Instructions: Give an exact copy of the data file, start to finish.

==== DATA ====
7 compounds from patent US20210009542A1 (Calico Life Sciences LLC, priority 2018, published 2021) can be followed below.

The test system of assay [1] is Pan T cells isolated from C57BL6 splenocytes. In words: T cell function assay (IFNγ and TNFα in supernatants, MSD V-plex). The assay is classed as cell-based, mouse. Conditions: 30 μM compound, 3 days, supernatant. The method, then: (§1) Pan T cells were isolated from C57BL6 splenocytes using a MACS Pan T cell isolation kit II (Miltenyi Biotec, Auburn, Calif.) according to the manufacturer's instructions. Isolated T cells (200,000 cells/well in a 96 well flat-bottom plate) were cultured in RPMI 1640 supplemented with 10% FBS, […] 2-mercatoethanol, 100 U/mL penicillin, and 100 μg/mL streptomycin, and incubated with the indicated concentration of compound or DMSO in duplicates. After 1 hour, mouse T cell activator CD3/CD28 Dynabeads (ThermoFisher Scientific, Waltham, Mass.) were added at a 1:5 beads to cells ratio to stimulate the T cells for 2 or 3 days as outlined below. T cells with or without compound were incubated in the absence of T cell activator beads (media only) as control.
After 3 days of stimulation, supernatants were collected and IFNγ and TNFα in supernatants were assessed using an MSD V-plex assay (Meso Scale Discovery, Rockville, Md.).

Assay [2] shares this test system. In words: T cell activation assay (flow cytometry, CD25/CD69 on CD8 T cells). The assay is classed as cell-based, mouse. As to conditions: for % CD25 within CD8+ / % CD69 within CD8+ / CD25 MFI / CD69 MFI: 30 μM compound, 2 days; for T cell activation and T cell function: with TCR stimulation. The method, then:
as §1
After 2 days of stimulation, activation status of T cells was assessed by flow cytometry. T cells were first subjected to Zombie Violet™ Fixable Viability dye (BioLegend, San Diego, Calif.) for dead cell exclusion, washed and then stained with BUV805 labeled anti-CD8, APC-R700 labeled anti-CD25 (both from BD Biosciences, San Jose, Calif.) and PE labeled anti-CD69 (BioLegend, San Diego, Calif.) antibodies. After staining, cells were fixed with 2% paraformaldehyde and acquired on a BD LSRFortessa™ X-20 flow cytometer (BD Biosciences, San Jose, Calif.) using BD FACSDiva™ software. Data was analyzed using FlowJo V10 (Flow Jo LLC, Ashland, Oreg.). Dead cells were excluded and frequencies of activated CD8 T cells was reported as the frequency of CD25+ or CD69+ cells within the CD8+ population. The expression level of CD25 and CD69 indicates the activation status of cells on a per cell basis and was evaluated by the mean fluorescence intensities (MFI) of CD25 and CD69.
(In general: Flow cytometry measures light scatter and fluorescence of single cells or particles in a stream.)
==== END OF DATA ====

7 compounds from patent US20210009542A1 (Calico Life Sciences LLC, priority 2018, published 2021) can be followed below.

The test system of assay [1] is Pan T cells isolated from C57BL6 splenocytes. In words: T cell function assay (IFNγ and TNFα in supernatants, MSD V-plex). The assay is classed as cell-based, mouse. Conditions: 30 μM compound, 3 days, supernatant. The method, then: (§1) Pan T cells were isolated from C57BL6 splenocytes using a MACS Pan T cell isolation kit II (Miltenyi Biotec, Auburn, Calif.) according to the manufacturer's instructions. Isolated T cells (200,000 cells/well in a 96 well flat-bottom plate) were cultured in RPMI 1640 supplemented with 10% FBS, […] 2-mercatoethanol, 100 U/mL penicillin, and 100 μg/mL streptomycin, and incubated with the indicated concentration of compound or DMSO in duplicates. After 1 hour, mouse T cell activator CD3/CD28 Dynabeads (ThermoFisher Scientific, Waltham, Mass.) were added at a 1:5 beads to cells ratio to stimulate the T cells for 2 or 3 days as outlined below. T cells with or without compound were incubated in the absence of T cell activator beads (media only) as control.
After 3 days of stimulation, supernatants were collected and IFNγ and TNFα in supernatants were assessed using an MSD V-plex assay (Meso Scale Discovery, Rockville, Md.).

Assay [2] shares this test system. In words: T cell activation assay (flow cytometry, CD25/CD69 on CD8 T cells). The assay is classed as cell-based, mouse. As to conditions: for % CD25 within CD8+ / % CD69 within CD8+ / CD25 MFI / CD69 MFI: 30 μM compound, 2 days; for T cell activation and T cell function: with TCR stimulation. The method, then:
as §1
After 2 days of stimulation, activation status of T cells was assessed by flow cytometry. T cells were first subjected to Zombie Violet™ Fixable Viability dye (BioLegend, San Diego, Calif.) for dead cell exclusion, washed and then stained with BUV805 labeled anti-CD8, APC-R700 labeled anti-CD25 (both from BD Biosciences, San Jose, Calif.) and PE labeled anti-CD69 (BioLegend, San Diego, Calif.) antibodies. After staining, cells were fixed with 2% paraformaldehyde and acquired on a BD LSRFortessa™ X-20 flow cytometer (BD Biosciences, San Jose, Calif.) using BD FACSDiva™ software. Data was analyzed using FlowJo V10 (Flow Jo LLC, Ashland, Oreg.). Dead cells were excluded and frequencies of activated CD8 T cells was reported as the frequency of CD25+ or CD69+ cells within the CD8+ population. The expression level of CD25 and CD69 indicates the activation status of cells on a per cell basis and was evaluated by the mean fluorescence intensities (MFI) of CD25 and CD69.
(In general: Flow cytometry measures light scatter and fluorescence of single cells or particles in a stream.)